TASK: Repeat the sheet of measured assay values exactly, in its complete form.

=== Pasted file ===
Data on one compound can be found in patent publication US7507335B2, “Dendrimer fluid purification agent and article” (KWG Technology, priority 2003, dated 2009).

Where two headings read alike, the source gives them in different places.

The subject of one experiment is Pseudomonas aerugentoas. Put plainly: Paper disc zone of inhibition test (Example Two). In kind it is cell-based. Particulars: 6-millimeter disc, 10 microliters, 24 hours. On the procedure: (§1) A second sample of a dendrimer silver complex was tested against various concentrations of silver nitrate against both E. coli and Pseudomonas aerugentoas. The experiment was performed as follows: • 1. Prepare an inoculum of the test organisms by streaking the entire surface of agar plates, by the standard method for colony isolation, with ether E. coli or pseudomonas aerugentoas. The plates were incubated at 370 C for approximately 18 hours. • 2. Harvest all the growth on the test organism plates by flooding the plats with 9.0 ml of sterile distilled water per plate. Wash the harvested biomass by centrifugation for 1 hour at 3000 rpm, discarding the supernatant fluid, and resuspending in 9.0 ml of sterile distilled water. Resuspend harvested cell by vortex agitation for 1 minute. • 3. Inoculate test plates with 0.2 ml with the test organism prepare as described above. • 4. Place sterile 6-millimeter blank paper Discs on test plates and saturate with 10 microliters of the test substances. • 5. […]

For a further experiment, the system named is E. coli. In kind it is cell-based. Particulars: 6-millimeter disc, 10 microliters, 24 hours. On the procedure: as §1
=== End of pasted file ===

Data on one compound can be found in patent publication US7507335B2, “Dendrimer fluid purification agent and article” (KWG Technology, priority 2003, dated 2009).

Where two headings read alike, the source gives them in different places.

The subject of one experiment is Pseudomonas aerugentoas. Put plainly: Paper disc zone of inhibition test (Example Two). In kind it is cell-based. Particulars: 6-millimeter disc, 10 microliters, 24 hours. On the procedure: (§1) A second sample of a dendrimer silver complex was tested against various concentrations of silver nitrate against both E. coli and Pseudomonas aerugentoas. The experiment was performed as follows: • 1. Prepare an inoculum of the test organisms by streaking the entire surface of agar plates, by the standard method for colony isolation, with ether E. coli or pseudomonas aerugentoas. The plates were incubated at 370 C for approximately 18 hours. • 2. Harvest all the growth on the test organism plates by flooding the plats with 9.0 ml of sterile distilled water per plate. Wash the harvested biomass by centrifugation for 1 hour at 3000 rpm, discarding the supernatant fluid, and resuspending in 9.0 ml of sterile distilled water. Resuspend harvested cell by vortex agitation for 1 minute. • 3. Inoculate test plates with 0.2 ml with the test organism prepare as described above. • 4. Place sterile 6-millimeter blank paper Discs on test plates and saturate with 10 microliters of the test substances. • 5. […]

For a further experiment, the system named is E. coli. In kind it is cell-based. Particulars: 6-millimeter disc, 10 microliters, 24 hours. On the procedure: as §1